Zahav, Abe Fisher, and Dizengoff will be open, but maybe with limited menus - the CookNSolo restaurant group hasn't decided.

And Ellen Yin, whose Fork and High Street on Market restaurants are in the Independence Mall secure area, intends to open as normal. But, she said: "We can only operate if we can receive perishable items and remove trash, and, of course, if our employees can safely get to work." She's not yet convinced.

A few places are closing: Zorba's in Fairmount, Supper on South Street. But many others are operating as normal, or expanding capacity.

It's business as usual at the Starr restaurants, as well as at Vernick, Sampan, and the Sabrina's chain, among others. R2L, atop Two Liberty Place, is opening for lunch with a special menu; Lolita and Barbuzzo will also open for lunch.

Michael Schulson, whose Independence Beer Garden overlooks the site of a planned papal speech, is ready for the crowds with a 26-foot refrigerated trailer. (Though, whether pilgrims will run up large checks or nurse their beers for hours at his tables, he can't predict.) He considered raising his prices for the weekend but decided against it. "Hopefully, these people might come back," he said.

Top of the Tower is taking a different tack: The venue atop Three Logan Square normally offers its Skybrunch for $50; for Saturday and Sunday, it'll be $90 (though views of the papal Mass are gratis).

Many in the secure zone by the Art Museum have refrigerated trucks on order, and are developing limited menus focused on things that store flat and require little prep work. (Think: burgers, quesadillas, arepas, and pulled-pork sandwiches.)

But, even now, those menus are in flux.

"Are we set? Hell, no!" said Terry Berch McNally, co-owner of London Grill and Paris Wine Bar. The logistics she's still tangling with include: whether she can secure a backup ice source and what type of food and drink to order for this religious crowd.

She recently learned, to her relief, that she can get trash pickup between midnight and 4 a.m. Sunday. (She could get deliveries, too, but no vendors will come then.) And, she made space for six staffers to sleep above the restaurant.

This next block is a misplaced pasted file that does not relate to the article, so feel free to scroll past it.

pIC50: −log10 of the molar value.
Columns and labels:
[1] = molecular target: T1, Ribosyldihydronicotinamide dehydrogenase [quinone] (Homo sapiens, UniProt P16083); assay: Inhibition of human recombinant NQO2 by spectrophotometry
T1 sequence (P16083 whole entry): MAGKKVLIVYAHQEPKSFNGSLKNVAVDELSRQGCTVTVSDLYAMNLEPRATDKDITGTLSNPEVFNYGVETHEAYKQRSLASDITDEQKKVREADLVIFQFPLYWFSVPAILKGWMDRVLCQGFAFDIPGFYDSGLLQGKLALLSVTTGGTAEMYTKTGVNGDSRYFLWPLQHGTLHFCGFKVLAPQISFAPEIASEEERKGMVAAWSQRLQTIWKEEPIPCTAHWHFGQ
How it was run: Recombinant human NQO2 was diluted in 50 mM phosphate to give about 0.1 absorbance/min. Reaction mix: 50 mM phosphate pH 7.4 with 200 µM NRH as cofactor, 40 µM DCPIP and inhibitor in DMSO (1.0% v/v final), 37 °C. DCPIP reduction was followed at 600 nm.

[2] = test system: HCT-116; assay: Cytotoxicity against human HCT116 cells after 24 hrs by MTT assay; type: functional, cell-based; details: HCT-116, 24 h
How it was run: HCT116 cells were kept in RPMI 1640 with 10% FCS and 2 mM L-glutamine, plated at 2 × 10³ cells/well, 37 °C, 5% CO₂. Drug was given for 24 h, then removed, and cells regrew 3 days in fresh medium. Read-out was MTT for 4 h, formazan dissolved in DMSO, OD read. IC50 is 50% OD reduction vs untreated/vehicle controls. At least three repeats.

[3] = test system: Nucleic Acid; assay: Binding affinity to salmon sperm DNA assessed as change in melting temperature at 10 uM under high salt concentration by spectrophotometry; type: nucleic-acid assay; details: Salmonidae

"We all need to stay open to make money, because it's the end of the month," she said. But she'll likely have $5,000 on the line, with all the advance orders. "I hope it's worth it," she said.

At La Calaca Feliz in Fairmount, general manager Zachary Bourne said the menu would be cut almost in half. He and other staff will stay in a third-floor office, equipped with a futon, air mattresses, and video games, from Friday through Monday. "I don't want to take a chance in not being there in time," said Bourne, who lives in South Philadelphia.

At the Bishop's Collar in the Art Museum area, Jeff Keel is still facing a number of unknowns.

"Our biggest gripe," he said, "is that the city's just not telling us anything."

But he's optimistic enough to have installed a temporary "Pope-Up Beer Garden" with kegs and a grill in a lot next door. He expects to host tourists but also plenty of regulars, including those who tried and failed to rent their homes to pope-peepers.

Also open with reduced menus are area standbys like McCrossen's and Tir Na Nog. Both plan to make the best of the situation - and, hopefully, make some money.

"The only way it wouldn't be a good weekend is if nobody shows up," Tir Na Nog manager Liam Kelly said. "But we've got to get a couple hundred thousand people at the least, which is 10 times a good convention for the city. So, we'll take it."



For a rundown of restaurants and bars in or near the papal zone that will be open during the World Meeting of Families, see www.philly.com/popefood.


For full coverage of the pope's visit, go to philly.com/pope

To plan your way around the city during

the visit, go to philly.com/popemap